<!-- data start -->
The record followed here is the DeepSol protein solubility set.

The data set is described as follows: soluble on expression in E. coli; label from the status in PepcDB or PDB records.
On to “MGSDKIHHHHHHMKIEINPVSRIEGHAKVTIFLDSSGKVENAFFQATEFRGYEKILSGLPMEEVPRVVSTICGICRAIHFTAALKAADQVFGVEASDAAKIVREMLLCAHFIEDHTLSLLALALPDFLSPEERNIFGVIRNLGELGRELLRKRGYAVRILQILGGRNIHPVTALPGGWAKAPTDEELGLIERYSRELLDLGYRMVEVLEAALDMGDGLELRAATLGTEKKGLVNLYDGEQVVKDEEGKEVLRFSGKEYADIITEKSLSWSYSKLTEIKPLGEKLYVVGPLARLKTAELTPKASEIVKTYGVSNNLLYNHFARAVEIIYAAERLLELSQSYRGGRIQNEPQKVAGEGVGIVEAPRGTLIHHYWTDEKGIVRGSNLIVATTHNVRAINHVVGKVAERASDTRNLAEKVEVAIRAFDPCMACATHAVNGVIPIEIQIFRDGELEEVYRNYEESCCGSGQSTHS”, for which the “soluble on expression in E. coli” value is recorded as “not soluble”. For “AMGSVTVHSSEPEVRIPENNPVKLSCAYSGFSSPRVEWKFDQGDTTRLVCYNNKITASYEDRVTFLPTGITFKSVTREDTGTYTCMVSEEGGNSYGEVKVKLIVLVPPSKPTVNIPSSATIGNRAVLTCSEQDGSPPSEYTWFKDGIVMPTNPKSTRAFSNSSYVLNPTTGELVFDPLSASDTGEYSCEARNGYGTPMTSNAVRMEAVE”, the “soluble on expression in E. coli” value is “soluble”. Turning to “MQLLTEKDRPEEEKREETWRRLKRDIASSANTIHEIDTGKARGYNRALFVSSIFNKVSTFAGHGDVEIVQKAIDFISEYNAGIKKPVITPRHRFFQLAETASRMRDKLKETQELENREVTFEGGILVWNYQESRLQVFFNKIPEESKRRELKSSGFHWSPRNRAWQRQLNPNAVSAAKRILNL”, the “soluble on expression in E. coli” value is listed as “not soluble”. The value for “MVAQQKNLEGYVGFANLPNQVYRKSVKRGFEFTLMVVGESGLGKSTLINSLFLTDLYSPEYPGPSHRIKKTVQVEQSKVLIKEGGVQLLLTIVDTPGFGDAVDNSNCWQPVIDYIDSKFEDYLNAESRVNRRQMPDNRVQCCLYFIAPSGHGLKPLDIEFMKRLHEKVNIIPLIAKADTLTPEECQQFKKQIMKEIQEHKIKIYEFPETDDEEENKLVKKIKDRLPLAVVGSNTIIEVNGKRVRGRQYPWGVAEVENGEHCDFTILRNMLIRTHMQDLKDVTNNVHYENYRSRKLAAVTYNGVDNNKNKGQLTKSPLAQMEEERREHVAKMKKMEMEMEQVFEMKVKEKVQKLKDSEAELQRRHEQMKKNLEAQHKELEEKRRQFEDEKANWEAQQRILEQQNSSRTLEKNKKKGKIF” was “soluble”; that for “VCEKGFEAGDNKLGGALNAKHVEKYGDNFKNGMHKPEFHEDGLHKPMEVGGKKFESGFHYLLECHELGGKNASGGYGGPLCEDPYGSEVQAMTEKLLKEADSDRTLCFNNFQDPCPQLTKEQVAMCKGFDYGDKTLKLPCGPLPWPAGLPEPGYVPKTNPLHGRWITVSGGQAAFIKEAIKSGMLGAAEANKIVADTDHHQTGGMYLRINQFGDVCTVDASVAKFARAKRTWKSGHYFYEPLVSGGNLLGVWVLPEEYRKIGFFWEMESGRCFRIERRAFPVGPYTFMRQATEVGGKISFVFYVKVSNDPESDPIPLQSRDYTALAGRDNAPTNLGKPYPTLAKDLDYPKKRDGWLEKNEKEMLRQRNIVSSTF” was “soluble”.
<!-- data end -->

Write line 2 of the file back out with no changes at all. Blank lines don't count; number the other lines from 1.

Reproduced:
The data set is described as follows: soluble on expression in E. coli; label from the status in PepcDB or PDB records.